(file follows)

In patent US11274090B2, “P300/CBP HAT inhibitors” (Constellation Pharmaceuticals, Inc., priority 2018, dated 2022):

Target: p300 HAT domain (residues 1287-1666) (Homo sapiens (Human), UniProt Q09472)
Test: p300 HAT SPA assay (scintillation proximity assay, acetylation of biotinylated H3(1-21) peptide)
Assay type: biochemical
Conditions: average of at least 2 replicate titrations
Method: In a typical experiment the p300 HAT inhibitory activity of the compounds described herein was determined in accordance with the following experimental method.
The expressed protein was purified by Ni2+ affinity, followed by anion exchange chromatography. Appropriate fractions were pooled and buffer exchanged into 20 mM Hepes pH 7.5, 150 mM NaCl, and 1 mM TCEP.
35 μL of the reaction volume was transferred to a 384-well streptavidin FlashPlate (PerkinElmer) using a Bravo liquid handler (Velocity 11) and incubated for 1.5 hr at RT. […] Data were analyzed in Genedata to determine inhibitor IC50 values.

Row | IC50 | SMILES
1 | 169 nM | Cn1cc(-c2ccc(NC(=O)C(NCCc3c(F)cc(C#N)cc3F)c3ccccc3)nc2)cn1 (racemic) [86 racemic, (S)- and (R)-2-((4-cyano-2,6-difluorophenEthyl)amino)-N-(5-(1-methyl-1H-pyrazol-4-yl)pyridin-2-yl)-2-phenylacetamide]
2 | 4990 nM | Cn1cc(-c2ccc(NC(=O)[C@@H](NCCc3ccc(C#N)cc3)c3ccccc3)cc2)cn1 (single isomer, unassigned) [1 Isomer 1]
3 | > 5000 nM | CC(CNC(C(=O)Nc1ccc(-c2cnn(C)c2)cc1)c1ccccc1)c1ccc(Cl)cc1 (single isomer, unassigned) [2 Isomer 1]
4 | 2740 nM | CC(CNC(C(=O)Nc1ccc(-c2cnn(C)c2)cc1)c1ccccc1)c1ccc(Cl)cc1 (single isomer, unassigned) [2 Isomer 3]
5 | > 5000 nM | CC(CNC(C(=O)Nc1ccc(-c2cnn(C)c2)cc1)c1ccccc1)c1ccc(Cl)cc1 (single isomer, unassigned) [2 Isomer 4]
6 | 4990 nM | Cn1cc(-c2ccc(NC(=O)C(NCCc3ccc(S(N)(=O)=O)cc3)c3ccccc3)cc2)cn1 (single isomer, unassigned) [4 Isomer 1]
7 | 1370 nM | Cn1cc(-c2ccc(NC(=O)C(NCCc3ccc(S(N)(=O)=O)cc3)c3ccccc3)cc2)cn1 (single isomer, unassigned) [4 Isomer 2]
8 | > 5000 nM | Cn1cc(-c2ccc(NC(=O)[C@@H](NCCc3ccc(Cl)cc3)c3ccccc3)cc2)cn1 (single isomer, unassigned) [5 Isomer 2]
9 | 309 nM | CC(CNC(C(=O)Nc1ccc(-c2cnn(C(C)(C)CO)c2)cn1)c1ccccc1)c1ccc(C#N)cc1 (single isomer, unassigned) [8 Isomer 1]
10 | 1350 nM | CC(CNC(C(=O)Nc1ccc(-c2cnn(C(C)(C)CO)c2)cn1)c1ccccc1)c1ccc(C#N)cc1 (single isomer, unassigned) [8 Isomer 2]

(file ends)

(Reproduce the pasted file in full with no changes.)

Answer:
In patent US11274090B2, “P300/CBP HAT inhibitors” (Constellation Pharmaceuticals, Inc., priority 2018, dated 2022):

Target: p300 HAT domain (residues 1287-1666) (Homo sapiens (Human), UniProt Q09472)
Test: p300 HAT SPA assay (scintillation proximity assay, acetylation of biotinylated H3(1-21) peptide)
Assay type: biochemical
Conditions: average of at least 2 replicate titrations
Method: In a typical experiment the p300 HAT inhibitory activity of the compounds described herein was determined in accordance with the following experimental method.
The expressed protein was purified by Ni2+ affinity, followed by anion exchange chromatography. Appropriate fractions were pooled and buffer exchanged into 20 mM Hepes pH 7.5, 150 mM NaCl, and 1 mM TCEP.
35 μL of the reaction volume was transferred to a 384-well streptavidin FlashPlate (PerkinElmer) using a Bravo liquid handler (Velocity 11) and incubated for 1.5 hr at RT. […] Data were analyzed in Genedata to determine inhibitor IC50 values.

Row | IC50 | SMILES
1 | 169 nM | Cn1cc(-c2ccc(NC(=O)C(NCCc3c(F)cc(C#N)cc3F)c3ccccc3)nc2)cn1 (racemic) [86 racemic, (S)- and (R)-2-((4-cyano-2,6-difluorophenEthyl)amino)-N-(5-(1-methyl-1H-pyrazol-4-yl)pyridin-2-yl)-2-phenylacetamide]
2 | 4990 nM | Cn1cc(-c2ccc(NC(=O)[C@@H](NCCc3ccc(C#N)cc3)c3ccccc3)cc2)cn1 (single isomer, unassigned) [1 Isomer 1]
3 | > 5000 nM | CC(CNC(C(=O)Nc1ccc(-c2cnn(C)c2)cc1)c1ccccc1)c1ccc(Cl)cc1 (single isomer, unassigned) [2 Isomer 1]
4 | 2740 nM | CC(CNC(C(=O)Nc1ccc(-c2cnn(C)c2)cc1)c1ccccc1)c1ccc(Cl)cc1 (single isomer, unassigned) [2 Isomer 3]
5 | > 5000 nM | CC(CNC(C(=O)Nc1ccc(-c2cnn(C)c2)cc1)c1ccccc1)c1ccc(Cl)cc1 (single isomer, unassigned) [2 Isomer 4]
6 | 4990 nM | Cn1cc(-c2ccc(NC(=O)C(NCCc3ccc(S(N)(=O)=O)cc3)c3ccccc3)cc2)cn1 (single isomer, unassigned) [4 Isomer 1]
7 | 1370 nM | Cn1cc(-c2ccc(NC(=O)C(NCCc3ccc(S(N)(=O)=O)cc3)c3ccccc3)cc2)cn1 (single isomer, unassigned) [4 Isomer 2]
8 | > 5000 nM | Cn1cc(-c2ccc(NC(=O)[C@@H](NCCc3ccc(Cl)cc3)c3ccccc3)cc2)cn1 (single isomer, unassigned) [5 Isomer 2]
9 | 309 nM | CC(CNC(C(=O)Nc1ccc(-c2cnn(C(C)(C)CO)c2)cn1)c1ccccc1)c1ccc(C#N)cc1 (single isomer, unassigned) [8 Isomer 1]
10 | 1350 nM | CC(CNC(C(=O)Nc1ccc(-c2cnn(C(C)(C)CO)c2)cn1)c1ccccc1)c1ccc(C#N)cc1 (single isomer, unassigned) [8 Isomer 2]